VATICAN CITY — Pope Francis on Friday condemned the terrorist attack in the southern French city of Nice which killed 84 people, including at least 10 children.
In a telegram sent on the pope’s behalf by Vatican Secretary of State, Cardinal Pietro Parolin, to the Bishop of Nice, Andre Marceau, the Vatican said:
“As France was celebrating its national holiday, blind violence struck once again the country in Nice, causing numerous casualties including children. Condemning again such acts, His Holiness Pope Francis expresses his deep sadness and spiritual closeness to the French people. He entrusts to the mercy of God those who lost their lives, and he shares deeply the pain of the bereaved families. He offers his sympathy to the people who were wounded as well as to those who came to their aid, asking the Lord to support each person in difficulty. Imploring God for the gift of peace and harmony, he sends to the families of those affected by this tragedy and upon all the French people the benefit of divine blessings.”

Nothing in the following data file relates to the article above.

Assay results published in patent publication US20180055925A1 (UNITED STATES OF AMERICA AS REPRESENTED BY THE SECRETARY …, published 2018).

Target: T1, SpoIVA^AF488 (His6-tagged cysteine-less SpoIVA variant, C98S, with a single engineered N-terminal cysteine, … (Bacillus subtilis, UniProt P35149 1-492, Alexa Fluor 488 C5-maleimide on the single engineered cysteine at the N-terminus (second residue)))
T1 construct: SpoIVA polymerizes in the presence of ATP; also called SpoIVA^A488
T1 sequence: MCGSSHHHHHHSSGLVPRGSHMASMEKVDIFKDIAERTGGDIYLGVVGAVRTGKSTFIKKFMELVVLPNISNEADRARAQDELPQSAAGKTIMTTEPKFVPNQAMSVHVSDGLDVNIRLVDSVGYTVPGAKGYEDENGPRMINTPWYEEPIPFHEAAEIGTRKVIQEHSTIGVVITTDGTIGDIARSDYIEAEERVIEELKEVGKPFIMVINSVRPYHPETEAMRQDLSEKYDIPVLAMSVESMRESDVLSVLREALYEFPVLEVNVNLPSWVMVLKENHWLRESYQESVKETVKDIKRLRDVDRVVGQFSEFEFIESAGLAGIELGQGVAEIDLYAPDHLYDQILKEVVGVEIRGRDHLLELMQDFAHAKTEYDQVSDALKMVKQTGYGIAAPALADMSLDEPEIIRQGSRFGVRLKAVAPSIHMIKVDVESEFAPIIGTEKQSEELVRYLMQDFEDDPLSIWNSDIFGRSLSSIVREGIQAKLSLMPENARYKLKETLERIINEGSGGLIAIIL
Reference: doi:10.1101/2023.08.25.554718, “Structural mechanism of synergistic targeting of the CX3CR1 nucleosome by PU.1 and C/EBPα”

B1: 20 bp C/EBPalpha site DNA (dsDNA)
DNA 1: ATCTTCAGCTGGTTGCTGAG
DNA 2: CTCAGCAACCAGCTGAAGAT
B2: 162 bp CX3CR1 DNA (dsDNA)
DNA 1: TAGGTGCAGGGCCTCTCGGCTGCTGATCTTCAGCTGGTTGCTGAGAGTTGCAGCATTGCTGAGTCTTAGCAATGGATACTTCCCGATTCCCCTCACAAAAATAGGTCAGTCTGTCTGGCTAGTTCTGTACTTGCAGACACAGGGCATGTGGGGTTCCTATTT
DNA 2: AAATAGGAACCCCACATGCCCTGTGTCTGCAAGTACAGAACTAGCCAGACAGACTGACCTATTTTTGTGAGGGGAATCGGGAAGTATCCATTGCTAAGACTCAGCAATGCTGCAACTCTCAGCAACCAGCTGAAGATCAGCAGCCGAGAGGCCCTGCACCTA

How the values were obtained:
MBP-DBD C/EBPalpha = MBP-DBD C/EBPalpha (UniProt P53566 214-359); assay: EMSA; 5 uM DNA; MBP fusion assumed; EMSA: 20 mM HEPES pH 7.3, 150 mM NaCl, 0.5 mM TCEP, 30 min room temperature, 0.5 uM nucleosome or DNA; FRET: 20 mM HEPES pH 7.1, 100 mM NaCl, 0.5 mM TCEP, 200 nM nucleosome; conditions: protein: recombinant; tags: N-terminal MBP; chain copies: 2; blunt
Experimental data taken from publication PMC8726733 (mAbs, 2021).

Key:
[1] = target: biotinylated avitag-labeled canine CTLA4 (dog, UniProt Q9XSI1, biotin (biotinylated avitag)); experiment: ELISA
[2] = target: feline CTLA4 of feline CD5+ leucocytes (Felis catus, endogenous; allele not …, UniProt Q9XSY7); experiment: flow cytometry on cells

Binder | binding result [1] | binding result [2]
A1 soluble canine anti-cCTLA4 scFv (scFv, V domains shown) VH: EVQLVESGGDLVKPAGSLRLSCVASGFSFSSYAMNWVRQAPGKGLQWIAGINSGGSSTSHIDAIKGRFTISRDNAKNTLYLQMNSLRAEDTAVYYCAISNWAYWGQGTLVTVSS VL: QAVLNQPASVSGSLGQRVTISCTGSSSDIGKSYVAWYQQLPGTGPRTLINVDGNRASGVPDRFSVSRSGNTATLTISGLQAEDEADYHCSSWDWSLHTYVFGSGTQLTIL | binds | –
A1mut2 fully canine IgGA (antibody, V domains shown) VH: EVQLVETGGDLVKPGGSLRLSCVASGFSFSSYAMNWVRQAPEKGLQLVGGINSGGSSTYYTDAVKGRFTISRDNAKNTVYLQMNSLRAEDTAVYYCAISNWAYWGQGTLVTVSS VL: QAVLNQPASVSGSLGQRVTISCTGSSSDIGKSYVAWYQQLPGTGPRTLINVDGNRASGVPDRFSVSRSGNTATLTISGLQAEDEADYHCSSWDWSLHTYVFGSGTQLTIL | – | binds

Earlier this morning, the Director of the Holy See Press Office, Fr. Federico Lombardi, SJ, issued the following statement regarding last evening’s terrorist attack:
“With great concern we have followed throughout last night the terrible news from Nice. On behalf of Pope Francis we express our sympathy and solidarity with the suffering of the victims and of all the French people on what was supposed to be a day of great celebration.
“We condemn in the strongest terms all manifestations of homicidal madness, hatred, terrorism and every attack against peace.”
The terrorist, who has been identified as a 31-year-old Tunisian French national, drove a heavy truck at high speed into a crowd that had just watched a Bastille Day fireworks celebration. The truck was finally stopped after traveling two kilometers. The driver was killed in a shootout with police.
The attack comes eight months and a day after gunmen and suicide bombers from the so-called Islamic State struck Paris on November 13, 2015, killing 130 people. Four months ago, Belgian Islamists linked to the Paris attackers killed 32 people at a Brussels airport.